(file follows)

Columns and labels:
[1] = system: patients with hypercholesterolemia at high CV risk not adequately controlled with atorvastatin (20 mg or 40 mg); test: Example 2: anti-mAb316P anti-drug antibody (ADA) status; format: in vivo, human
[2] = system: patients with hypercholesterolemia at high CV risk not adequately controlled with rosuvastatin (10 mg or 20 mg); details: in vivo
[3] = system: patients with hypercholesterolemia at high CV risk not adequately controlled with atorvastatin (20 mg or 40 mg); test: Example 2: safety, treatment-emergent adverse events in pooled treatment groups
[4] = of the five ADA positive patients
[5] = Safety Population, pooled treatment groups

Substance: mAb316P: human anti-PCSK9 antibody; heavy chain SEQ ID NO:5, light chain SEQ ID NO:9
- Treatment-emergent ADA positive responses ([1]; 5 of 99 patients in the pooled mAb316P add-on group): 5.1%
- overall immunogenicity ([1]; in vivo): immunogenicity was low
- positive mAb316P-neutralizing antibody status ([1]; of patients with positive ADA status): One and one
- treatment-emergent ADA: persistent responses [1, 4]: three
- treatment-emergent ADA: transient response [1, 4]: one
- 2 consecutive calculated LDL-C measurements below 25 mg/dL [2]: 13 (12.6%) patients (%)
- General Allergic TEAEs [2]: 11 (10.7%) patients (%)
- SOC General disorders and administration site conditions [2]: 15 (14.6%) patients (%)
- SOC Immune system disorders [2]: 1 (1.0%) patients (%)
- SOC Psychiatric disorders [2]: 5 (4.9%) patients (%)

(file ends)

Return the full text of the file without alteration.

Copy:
Columns and labels:
[1] = system: patients with hypercholesterolemia at high CV risk not adequately controlled with atorvastatin (20 mg or 40 mg); test: Example 2: anti-mAb316P anti-drug antibody (ADA) status; format: in vivo, human
[2] = system: patients with hypercholesterolemia at high CV risk not adequately controlled with rosuvastatin (10 mg or 20 mg); details: in vivo
[3] = system: patients with hypercholesterolemia at high CV risk not adequately controlled with atorvastatin (20 mg or 40 mg); test: Example 2: safety, treatment-emergent adverse events in pooled treatment groups
[4] = of the five ADA positive patients
[5] = Safety Population, pooled treatment groups

Substance: mAb316P: human anti-PCSK9 antibody; heavy chain SEQ ID NO:5, light chain SEQ ID NO:9
- Treatment-emergent ADA positive responses ([1]; 5 of 99 patients in the pooled mAb316P add-on group): 5.1%
- overall immunogenicity ([1]; in vivo): immunogenicity was low
- positive mAb316P-neutralizing antibody status ([1]; of patients with positive ADA status): One and one
- treatment-emergent ADA: persistent responses [1, 4]: three
- treatment-emergent ADA: transient response [1, 4]: one
- 2 consecutive calculated LDL-C measurements below 25 mg/dL [2]: 13 (12.6%) patients (%)
- General Allergic TEAEs [2]: 11 (10.7%) patients (%)
- SOC General disorders and administration site conditions [2]: 15 (14.6%) patients (%)
- SOC Immune system disorders [2]: 1 (1.0%) patients (%)
- SOC Psychiatric disorders [2]: 5 (4.9%) patients (%)